End of an Era of Easy Pest Solutions
The Colorado potato beetle is a beautiful creature, but probably only if you’re an entomologist, an artist of the environment, or a ten-year-old who refers to it as “cool” and puts the word “dude” at the end.
Andrei Alyokhin, professor of entomology at the University of Maine, is interested in the Colorado potato beetle (CPB) because it attacks one of Maine’s most reliable and stable crops: the potato. CPB is native to Mexico and the southwestern United States, but its range has expanded over the last two centuries to cover about 10 million square miles across North America, including Maine.
Growers have traditionally managed CPB with insecticides. However, CPB resistance to insecticides is now prevalent. Alyokhin and his colleagues say that the degree of CPB resistance varies across geographies. So, what is causing this variation and how can this information be used to help improve IPM?
Alyokhin’s team has narrowed the set of possible causes to the number of generations, crop rotation, volunteer potatoes, frequency of resistant alleles, insecticide intensity, and trap rows. It turns out that no single factor could be identified as universally responsible for CPB developing resistance in all of the regions and this is very important in more ways than one.
“We know diversification of techniques is important in managing CPB, but it involves more than just throwing a bunch of practices at it and hoping a few stick,” says Alyokhin. Since the 1970’s, it has been argued that susceptible gene pools of pest organisms, like CPB, should be treated as non-renewable resources. Like preserving the oil and gas deposits buried deep within the earth through conservation, so too can CPB be managed with insecticides, if the chemicals are used in a judicious manner.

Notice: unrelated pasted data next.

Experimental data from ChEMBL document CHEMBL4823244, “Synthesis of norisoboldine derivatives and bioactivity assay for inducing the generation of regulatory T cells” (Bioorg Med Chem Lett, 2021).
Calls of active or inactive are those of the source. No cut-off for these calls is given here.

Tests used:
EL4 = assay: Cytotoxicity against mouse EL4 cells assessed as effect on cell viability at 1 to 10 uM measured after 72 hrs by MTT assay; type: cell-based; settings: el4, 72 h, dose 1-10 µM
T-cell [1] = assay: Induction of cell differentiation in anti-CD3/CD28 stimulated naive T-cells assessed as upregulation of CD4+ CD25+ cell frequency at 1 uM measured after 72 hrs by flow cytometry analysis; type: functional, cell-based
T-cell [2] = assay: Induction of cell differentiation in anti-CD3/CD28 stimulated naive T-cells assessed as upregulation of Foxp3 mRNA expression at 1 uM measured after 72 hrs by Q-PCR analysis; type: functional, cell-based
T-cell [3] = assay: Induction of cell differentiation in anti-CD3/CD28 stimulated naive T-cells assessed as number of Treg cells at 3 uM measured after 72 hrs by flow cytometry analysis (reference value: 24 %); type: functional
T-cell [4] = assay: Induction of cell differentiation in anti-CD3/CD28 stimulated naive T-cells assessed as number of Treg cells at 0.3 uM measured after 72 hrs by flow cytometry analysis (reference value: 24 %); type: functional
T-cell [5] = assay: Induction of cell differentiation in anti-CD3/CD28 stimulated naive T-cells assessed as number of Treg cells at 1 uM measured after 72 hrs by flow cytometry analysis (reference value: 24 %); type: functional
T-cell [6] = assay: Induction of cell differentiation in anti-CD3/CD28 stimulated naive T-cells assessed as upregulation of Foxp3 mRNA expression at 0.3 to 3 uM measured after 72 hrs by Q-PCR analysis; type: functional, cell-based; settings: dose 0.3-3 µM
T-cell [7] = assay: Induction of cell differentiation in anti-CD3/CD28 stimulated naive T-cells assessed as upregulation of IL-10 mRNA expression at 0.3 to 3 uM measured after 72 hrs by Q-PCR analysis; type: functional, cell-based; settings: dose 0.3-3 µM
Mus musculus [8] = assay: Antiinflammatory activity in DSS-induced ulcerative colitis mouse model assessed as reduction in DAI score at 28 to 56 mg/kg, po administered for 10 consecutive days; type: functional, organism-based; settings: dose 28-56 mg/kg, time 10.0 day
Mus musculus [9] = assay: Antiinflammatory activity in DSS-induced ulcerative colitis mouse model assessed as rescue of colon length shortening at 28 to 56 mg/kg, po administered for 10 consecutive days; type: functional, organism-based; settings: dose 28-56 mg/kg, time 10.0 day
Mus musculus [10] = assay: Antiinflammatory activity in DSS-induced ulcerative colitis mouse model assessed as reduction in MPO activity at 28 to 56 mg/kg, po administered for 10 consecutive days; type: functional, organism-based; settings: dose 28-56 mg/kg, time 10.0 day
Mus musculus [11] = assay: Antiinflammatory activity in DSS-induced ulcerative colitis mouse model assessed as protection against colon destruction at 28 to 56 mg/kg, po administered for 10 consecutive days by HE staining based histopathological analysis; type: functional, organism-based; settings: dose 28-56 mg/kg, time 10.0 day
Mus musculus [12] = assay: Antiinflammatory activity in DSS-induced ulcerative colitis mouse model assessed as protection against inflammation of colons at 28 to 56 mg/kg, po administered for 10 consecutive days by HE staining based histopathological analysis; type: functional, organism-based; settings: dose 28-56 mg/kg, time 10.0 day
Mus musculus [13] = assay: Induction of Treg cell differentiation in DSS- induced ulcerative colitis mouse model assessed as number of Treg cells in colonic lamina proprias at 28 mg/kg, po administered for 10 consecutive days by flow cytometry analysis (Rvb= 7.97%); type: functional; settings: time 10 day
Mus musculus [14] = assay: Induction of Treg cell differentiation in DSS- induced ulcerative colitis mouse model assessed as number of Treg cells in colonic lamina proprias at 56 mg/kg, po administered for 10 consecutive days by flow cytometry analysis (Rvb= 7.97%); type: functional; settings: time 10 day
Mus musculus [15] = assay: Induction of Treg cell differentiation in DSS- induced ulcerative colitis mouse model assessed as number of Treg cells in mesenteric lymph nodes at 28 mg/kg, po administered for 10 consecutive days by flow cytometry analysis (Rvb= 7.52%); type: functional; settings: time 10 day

Alyokhin and his colleagues write, “The [IPM] approach requires substantial extra effort to understand the system and to determine the best ways of dealing with CPB.” The extra effort is the reason why IPM is not just another input that can be bought and sold. It must be learned and applied.
— by STEVE YOUNG
The Northeastern IPM Center promotes integrated pest management for reducing risks to human health and the environment. If republishing our news, please acknowledge the source (“From Northeast IPM Insights”) along with a link to our website.